SC asked to nullify Thai firm's perks
MANILA -- Members of the hog, poultry and feeds millers industries have asked the Supreme Court to nullify the pioneering status and tax breaks granted by the Board of Investment (BOI) to Thai food giant Charoen Pokphand.
In a 54-page petition filed last Thursday before the high court, the group said: "The grant of incentives will cripple the domestic agriculture industry. Charoen’s investment is expected to annihilate the domestic backyard, small and medium growers.”
They also said BOI’s actions will displace more than seven million Filipinos dependent on the agriculture industry in terms of employment and livelihood.
The petitioners, led by Rosendo So of the Abono Party-list, Daniel Javellana of the National Federation of Hog Farmers, Inc., Agham Party-list Rep. Angelo Palmones Jr., Agap Party-list Rep. Nicanor Briones, Rico Geron of the Pork Producers Federation of the Philippines, Angelito Bagui of the Sorosoro Ibaba Development Cooperative, and Napoleon Co of the Association of Philippine Aqua Feeds Millers, said a temporary restraining order (TRO) is needed to stop the BOI from granting the perks.
The resolutions include the granting of a pioneering status to the Thai company, which also provides for a six-year income tax holiday.
The petitioners cited Article XII, Section 1 of the 1987 Constitution, which provides for the promotion of industrialization and full employment based on sound agricultural development.
"The petitioners’ right to the protection against unfair foreign competition and trade practices is violated by the unlawful issuance of the Board Resolutions,” they said.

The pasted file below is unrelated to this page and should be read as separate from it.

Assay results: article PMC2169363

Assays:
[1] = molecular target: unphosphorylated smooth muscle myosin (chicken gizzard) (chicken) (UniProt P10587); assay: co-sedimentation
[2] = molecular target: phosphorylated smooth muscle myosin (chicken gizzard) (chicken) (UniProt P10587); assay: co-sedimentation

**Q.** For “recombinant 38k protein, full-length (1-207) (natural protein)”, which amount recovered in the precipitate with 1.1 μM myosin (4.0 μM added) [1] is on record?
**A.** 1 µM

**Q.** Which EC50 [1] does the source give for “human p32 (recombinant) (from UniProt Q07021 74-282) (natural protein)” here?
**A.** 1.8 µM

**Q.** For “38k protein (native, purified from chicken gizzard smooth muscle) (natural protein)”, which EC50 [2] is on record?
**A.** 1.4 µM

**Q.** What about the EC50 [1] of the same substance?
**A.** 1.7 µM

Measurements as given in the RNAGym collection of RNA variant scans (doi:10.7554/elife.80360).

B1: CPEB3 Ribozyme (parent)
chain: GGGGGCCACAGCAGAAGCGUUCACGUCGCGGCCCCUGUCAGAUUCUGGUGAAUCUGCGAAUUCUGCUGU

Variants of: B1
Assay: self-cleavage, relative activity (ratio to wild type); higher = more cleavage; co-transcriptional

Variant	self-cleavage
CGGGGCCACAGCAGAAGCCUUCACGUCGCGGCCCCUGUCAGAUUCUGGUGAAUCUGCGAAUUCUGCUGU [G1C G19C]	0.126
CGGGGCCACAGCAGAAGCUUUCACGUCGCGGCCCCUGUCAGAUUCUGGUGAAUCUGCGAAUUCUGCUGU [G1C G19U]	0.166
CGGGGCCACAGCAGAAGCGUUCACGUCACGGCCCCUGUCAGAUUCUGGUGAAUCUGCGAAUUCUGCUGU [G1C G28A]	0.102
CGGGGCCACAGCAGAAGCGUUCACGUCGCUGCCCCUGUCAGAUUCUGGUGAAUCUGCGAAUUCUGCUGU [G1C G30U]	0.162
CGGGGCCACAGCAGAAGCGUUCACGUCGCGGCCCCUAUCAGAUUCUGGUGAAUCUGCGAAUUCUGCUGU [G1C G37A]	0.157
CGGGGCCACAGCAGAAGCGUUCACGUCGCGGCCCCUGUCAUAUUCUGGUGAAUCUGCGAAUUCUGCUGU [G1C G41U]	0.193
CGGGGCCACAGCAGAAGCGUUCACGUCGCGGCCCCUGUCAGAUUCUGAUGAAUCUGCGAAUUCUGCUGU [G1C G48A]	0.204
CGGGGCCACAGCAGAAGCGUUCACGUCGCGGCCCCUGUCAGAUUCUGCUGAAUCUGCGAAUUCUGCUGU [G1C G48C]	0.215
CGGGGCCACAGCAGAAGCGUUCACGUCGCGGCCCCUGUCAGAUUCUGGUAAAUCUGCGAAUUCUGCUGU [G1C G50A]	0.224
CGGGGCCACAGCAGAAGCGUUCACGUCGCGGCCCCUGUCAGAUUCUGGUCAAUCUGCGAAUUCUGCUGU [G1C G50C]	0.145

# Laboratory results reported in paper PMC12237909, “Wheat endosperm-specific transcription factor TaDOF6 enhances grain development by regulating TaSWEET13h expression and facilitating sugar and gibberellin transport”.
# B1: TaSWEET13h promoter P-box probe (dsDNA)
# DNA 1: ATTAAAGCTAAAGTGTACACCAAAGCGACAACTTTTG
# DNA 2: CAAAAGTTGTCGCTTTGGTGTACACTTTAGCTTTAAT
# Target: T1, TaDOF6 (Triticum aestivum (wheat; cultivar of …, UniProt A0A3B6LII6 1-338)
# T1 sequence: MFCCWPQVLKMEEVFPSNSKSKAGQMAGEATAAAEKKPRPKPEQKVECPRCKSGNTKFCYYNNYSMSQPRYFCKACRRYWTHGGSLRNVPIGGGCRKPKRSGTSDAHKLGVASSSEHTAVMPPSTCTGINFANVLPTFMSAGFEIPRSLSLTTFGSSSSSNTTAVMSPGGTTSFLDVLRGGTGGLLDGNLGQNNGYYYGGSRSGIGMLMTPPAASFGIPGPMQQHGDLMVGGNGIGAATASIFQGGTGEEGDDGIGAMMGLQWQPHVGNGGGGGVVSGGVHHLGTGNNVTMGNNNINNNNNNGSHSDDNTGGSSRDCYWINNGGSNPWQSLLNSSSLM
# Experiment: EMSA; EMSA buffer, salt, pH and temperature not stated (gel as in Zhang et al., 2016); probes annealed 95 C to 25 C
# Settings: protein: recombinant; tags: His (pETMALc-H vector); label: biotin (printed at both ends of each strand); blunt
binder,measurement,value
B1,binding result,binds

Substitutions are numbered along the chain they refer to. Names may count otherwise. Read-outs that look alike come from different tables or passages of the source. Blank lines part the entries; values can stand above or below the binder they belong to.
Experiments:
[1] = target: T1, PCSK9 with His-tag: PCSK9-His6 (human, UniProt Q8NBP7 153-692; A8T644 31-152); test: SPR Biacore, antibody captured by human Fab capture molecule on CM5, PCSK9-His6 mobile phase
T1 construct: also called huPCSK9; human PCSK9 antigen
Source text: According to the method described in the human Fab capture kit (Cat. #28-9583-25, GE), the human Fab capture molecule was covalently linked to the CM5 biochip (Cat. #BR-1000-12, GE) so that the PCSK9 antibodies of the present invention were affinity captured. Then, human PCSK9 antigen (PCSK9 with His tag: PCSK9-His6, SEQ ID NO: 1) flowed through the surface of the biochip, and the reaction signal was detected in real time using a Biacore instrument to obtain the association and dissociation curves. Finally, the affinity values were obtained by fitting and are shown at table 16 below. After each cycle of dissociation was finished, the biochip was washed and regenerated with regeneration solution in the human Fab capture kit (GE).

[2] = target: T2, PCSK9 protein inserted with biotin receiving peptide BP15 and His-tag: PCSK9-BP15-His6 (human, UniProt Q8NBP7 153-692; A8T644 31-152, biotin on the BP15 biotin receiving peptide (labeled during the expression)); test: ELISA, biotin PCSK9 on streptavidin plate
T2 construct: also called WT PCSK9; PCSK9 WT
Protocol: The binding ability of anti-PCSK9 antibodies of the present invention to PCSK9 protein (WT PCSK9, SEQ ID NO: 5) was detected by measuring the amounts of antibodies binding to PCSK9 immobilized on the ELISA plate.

They noted that the BOI failed to consult concerned agencies when the incentives were granted, as provided under Executive Order No. 226 or the Omnibus Investments Act.
Agriculture Secretary Proceso Alcala himself did not agree with the BOI’s actions, they said. “The President himself raised the question of how does one define pioneering status. How can the BOI grant the Thai company pioneering status when we have been raising hogs and chickens for so long?" Alcala asked.
So also said the BOI should have considered the P300-billion domestic meat industry that would be adversely affected by the tax breaks.
"The domestic industry is a P300-billion industry. If you compare that to CP's P2-billion investment, that is small. For so many years, the livestock industry has not enjoyed substantial benefits from the government, and now the BOI is killing us for such a paltry sum that would benefit a foreign company," So said.
"The more important issue is this: we are leaving our food security in the hands of a foreign firm. This runs counter to the policy of the Department of Agriculture of self-sufficiency for the agriculture sector," So added.